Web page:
Procter & Gamble's latest retail test? Check the laundry room

Stockd is P&G's latest direct-to-consumer venture

CINCINNATI - Procter & Gamble Co. is testing a new subscription-sales program that lets apartment dwellers share a public pantry for laundry detergent, toilet paper and other household goods.

The service, known as Stockd, debuted about a month ago at Garfield Tower Downtown. Twenty tenants signed up for a free 30-day trial, including Vada Fernandez, who said she’ll likely become a subscriber at $19.99 per month.

Vada Fernandez

“I’d like them to add dryer sheets and more selection on toilet paper, but other than that it’s great,” she said. “Very convenient.”

P&G spokeswoman Angie McAuliffe said the effort is “a small scale test” aimed at learning about “consumer replenishment interests and preferences.” There are no plans to expand the program, she added.

It is the newest example of how P&G is exploring new ways to sell its products directly to consumers, bypassing traditional retail stores in search of marketing techniques that boost customer loyalty and increase market share.

“We want to be positioned wherever consumers want to shop,” Chief Financial Officer John Moeller told Wall Street analysts June 15.

Moeller said P&G’s e-commerce revenue will grow 30 percent this year and now exceeds $3 billion. That’s partly due to marketing techniques specifically designed for various online portals.

“On Amazon, Tide holds the top five search results for laundry detergent,” Moeller said. “Tide PODS are the number one bestseller with over 2,000 reviews and an average rating of 4.5 points. The online execution includes video, strong performance claims and strong value offerings for subscription options. On Walmart.com, Bounty is the number one search result for paper towels and is the bestseller behind strong brand content and superior performance communication.”

Moeller said P&G is learning how to stack the odds in its favor when it comes to online shoppers. In a grocery store, P&G brands are typically offered next to its rivals, which often include much cheaper store brands.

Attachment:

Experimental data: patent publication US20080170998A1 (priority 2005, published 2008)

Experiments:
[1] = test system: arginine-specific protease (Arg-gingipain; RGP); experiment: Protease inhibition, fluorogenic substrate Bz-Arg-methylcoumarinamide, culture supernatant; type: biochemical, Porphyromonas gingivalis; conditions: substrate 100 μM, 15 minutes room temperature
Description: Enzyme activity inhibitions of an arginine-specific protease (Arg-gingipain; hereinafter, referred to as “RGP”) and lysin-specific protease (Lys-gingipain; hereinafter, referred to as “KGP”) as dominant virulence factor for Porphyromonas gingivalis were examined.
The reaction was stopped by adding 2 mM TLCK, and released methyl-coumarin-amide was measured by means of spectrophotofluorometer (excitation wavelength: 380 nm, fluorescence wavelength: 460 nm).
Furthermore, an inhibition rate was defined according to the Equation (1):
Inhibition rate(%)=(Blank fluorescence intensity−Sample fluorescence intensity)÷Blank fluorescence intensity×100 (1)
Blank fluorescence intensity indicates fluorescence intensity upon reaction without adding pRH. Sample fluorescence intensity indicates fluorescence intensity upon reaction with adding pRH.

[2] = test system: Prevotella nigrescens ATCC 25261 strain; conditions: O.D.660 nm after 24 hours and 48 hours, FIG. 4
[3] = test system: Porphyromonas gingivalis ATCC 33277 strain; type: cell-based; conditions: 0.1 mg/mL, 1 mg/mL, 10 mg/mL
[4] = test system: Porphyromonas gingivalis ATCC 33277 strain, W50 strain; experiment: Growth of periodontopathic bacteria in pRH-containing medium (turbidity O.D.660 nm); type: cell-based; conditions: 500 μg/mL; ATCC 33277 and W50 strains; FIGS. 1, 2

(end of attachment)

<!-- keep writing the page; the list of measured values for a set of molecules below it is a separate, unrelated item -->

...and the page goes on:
“If you watch shopping behavior in a physical store versus an online store, the average shopper exposes themselves to less assortment, not more assortment, online versus offline,” Moeller said. “Very few consumers go to the second or third page of the search. And what are the brands that show up in the first page of the search? They're typically the more popular brands with the most reviews and ratings.”

That’s a big advantage for P&G on a site like Amazon.com, where customers can shop for laundry detergent and never actually see a non-P&G brand.

“I don't think there are any absolutes in the space,” Moeller said. “But I do think there are real opportunities within the shift that we can leverage.”

With Stockd, P&G has created a tiny retail universe where its brands are the only options available. The four-by-four-foot cabinet at Garfield Tower has Bounty paper towels, Charmin toilet paper, Cascade dishwashing detergent and Tide Pods for laundry.

Subscribers use an app to unlock the cabinet, after which they and their roommates are invited to “grab as much as you need,” within the limits of “normal personal consumption.” The cabinet is “a connected device with a video monitor. We get notified immediately of theft or other out-of-stocks so that we can refill your pantry right away,” said the site’s frequently asked questions page.

Garfield Tower Leasing Consultant Messina Norris said she makes a point of showing off the Stockd cabinet on tours of the building. She predicts half of its 160 residents will eventually sign up for the service.

“Everyone who is projected to move in in the future said that they would definitely try it,” she said.

P&G has been selling its products directly to consumers since at least 2008. But it continues to test new ways of establishing direct relationships with consumers, including The Art of Shaving, a high-end retail chain that P&G bought in 2009 and Tide Spin, a laundry delivery service now being tested in Chicago.

"Anybody not talking about having a direct relationship with the consumer is missing the boat," marketing expert Dave Knox told WCPO in January. As chief marketing officer for the digital advertising agency Rockfish Interactive, Knox wrote a book, "Predicting the Turn," about direct-to-consumer success stories.

Knox praised P&G's approach with Stockd, calling it "a great insight-driven approach to identify a need" with a business model that could prove viable.

"The margins that normally go to the retailer likely cover anything paid to the apartment, as well as physical labor of keeping it stocked," he said.

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